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Book One of John Milton’s Paradise Lost: Satan as Hero

In literature and other forms of art, the character of Satan had always been depicted as nothing more than an evil entity. He was usually represented as the Devil, the creature capable of the ultimate form of wickedness. He was known to be against the Supreme Good, for he was the angel who initiated a rebellion against God. In various stories and movies, Satan had always been depicted as this static character. However, the depiction of Satan in Book One of John Milton’s “Paradise Lost” was truly an exception to the stereotype.

In the first part of his epic, Milton showed the readers that Satan had positive traits, though he used it in a negative way. Contrary to the usual portrayal of the persona of Satan, John Milton depicted Satan as a heroic character in Book One of “Paradise Lost”. What makes a character heroic? One feature which makes a hero is a commanding presence. Heroes in literature, such as Achilles and Odysseus, are characterized with remarkable strength.

To demonstrate the size and strength of Satan, the narrator of the poem used an analogy with reference to Greek mythology.

Satan was depicted as similar to the titans who fought against Jove. Milton wrote, “Lay floating many a rood, in bulk as huge/ As whom the Fables name of monstrous size,/ Titanian, or Earth-Born, that warr’d on Jove” (I. 196-198). Milton also compared Satan to the Leviathan, which he described as “hugest that swim th’ Ocean stream” (I. 202). Indeed, the author had established Satan to be larger-than-life in the epic. Satan is considered as a heroic character in Book One because of his commanding presence. Another trait which a hero must possess is courage.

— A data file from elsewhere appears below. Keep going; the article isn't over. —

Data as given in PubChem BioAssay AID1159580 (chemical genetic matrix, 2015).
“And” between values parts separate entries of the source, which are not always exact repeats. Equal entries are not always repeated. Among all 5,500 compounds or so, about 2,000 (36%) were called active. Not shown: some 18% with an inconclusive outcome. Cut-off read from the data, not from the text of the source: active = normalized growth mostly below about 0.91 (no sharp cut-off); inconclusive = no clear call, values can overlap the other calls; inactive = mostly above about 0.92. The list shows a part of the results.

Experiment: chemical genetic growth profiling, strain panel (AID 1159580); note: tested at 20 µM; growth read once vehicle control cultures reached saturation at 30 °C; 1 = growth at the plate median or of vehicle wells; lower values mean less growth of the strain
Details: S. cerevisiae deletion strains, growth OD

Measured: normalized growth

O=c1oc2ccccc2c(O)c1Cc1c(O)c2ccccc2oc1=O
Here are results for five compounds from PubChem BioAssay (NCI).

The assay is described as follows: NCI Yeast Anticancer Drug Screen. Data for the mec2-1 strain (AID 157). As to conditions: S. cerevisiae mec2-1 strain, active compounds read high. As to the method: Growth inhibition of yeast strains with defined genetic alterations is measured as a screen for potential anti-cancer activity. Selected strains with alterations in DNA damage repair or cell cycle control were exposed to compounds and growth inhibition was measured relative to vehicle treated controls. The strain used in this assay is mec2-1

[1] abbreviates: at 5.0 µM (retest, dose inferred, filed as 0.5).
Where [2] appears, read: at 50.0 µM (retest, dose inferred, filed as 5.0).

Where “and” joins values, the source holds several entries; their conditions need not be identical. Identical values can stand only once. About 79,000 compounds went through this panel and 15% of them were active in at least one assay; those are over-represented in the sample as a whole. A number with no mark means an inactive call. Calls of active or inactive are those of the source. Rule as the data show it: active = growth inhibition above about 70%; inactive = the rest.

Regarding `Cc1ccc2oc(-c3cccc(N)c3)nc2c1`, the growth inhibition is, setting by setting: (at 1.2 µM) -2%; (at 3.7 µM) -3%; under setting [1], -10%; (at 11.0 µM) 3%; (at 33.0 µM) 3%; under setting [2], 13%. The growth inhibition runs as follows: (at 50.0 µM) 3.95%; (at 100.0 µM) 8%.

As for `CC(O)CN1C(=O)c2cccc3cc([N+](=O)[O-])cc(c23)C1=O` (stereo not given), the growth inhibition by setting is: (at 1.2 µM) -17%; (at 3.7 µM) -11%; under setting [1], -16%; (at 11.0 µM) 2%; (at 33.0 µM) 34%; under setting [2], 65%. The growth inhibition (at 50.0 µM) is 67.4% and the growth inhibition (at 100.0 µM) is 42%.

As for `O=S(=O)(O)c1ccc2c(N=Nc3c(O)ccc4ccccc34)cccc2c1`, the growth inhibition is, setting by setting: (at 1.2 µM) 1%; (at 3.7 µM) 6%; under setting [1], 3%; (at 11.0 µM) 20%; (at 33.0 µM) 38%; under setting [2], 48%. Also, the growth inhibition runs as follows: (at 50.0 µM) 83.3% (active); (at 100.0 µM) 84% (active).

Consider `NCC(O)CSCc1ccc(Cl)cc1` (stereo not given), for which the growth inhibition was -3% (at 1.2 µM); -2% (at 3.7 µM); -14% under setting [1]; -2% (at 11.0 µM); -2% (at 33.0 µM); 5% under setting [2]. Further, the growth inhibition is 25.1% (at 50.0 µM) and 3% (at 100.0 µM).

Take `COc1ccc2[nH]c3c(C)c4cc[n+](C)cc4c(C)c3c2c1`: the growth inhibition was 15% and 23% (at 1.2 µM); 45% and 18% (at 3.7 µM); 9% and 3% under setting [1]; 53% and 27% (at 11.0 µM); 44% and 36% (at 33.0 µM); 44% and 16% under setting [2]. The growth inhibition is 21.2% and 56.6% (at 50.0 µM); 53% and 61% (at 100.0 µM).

Heroes are known to be courageous figures, those who remain unnerved during difficult struggles or when confronted with the inevitable. Satan is a heroic character in Book One of “Paradise Lost” because of the courage he displayed. He proved to be courageous because he displayed unshakeable resolve amidst trying times. It is known that Satan used to be an angel who sought to overpower God. He gathered his followers and rebelled against Him, only to fail in their selfish pursuit. As a result, Satan and the other angels were sent to Hell.

Hell proved to be most unpleasant compared to Heaven. While there was a fiery lake in Hell, its flames gave off darkness instead of light. Milton wrote, “As one great Furnace flam’d, yet from those flames/ No light, but rather darkness visible” (I. 62-63). While a weaker personality may have given up on such dire situation, Satan was undaunted by his present dilemma. Instead of being dragged down by his fall from grace, he embraced his place in Hell. Satan remarked, “To reign is worth ambition though in Hell:/ Better to reign in Hell, then serve in Heav’n” (I. 262-263).